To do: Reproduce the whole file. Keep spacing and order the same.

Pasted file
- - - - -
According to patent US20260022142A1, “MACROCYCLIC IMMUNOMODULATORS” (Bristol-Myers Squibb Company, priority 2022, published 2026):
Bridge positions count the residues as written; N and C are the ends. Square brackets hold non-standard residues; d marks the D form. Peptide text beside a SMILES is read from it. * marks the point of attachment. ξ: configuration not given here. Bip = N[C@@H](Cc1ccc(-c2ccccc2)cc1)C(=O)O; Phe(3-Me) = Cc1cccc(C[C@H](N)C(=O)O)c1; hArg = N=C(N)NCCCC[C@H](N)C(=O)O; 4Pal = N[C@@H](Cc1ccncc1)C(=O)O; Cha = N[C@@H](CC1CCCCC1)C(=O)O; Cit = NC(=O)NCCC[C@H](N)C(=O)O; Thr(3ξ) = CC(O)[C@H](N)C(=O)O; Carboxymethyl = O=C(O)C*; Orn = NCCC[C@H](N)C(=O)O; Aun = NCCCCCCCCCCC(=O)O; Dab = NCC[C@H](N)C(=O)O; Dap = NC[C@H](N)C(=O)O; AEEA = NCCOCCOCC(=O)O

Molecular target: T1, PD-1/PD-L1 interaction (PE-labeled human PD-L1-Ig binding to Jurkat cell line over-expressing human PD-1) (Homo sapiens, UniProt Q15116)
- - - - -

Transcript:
According to patent US20260022142A1, “MACROCYCLIC IMMUNOMODULATORS” (Bristol-Myers Squibb Company, priority 2022, published 2026):
Bridge positions count the residues as written; N and C are the ends. Square brackets hold non-standard residues; d marks the D form. Peptide text beside a SMILES is read from it. * marks the point of attachment. ξ: configuration not given here. Bip = N[C@@H](Cc1ccc(-c2ccccc2)cc1)C(=O)O; Phe(3-Me) = Cc1cccc(C[C@H](N)C(=O)O)c1; hArg = N=C(N)NCCCC[C@H](N)C(=O)O; 4Pal = N[C@@H](Cc1ccncc1)C(=O)O; Cha = N[C@@H](CC1CCCCC1)C(=O)O; Cit = NC(=O)NCCC[C@H](N)C(=O)O; Thr(3ξ) = CC(O)[C@H](N)C(=O)O; Carboxymethyl = O=C(O)C*; Orn = NCCC[C@H](N)C(=O)O; Aun = NCCCCCCCCCCC(=O)O; Dab = NCC[C@H](N)C(=O)O; Dap = NC[C@H](N)C(=O)O; AEEA = NCCOCCOCC(=O)O

Molecular target: T1, PD-1/PD-L1 interaction (PE-labeled human PD-L1-Ig binding to Jurkat cell line over-expressing human PD-1) (Homo sapiens, UniProt Q15116)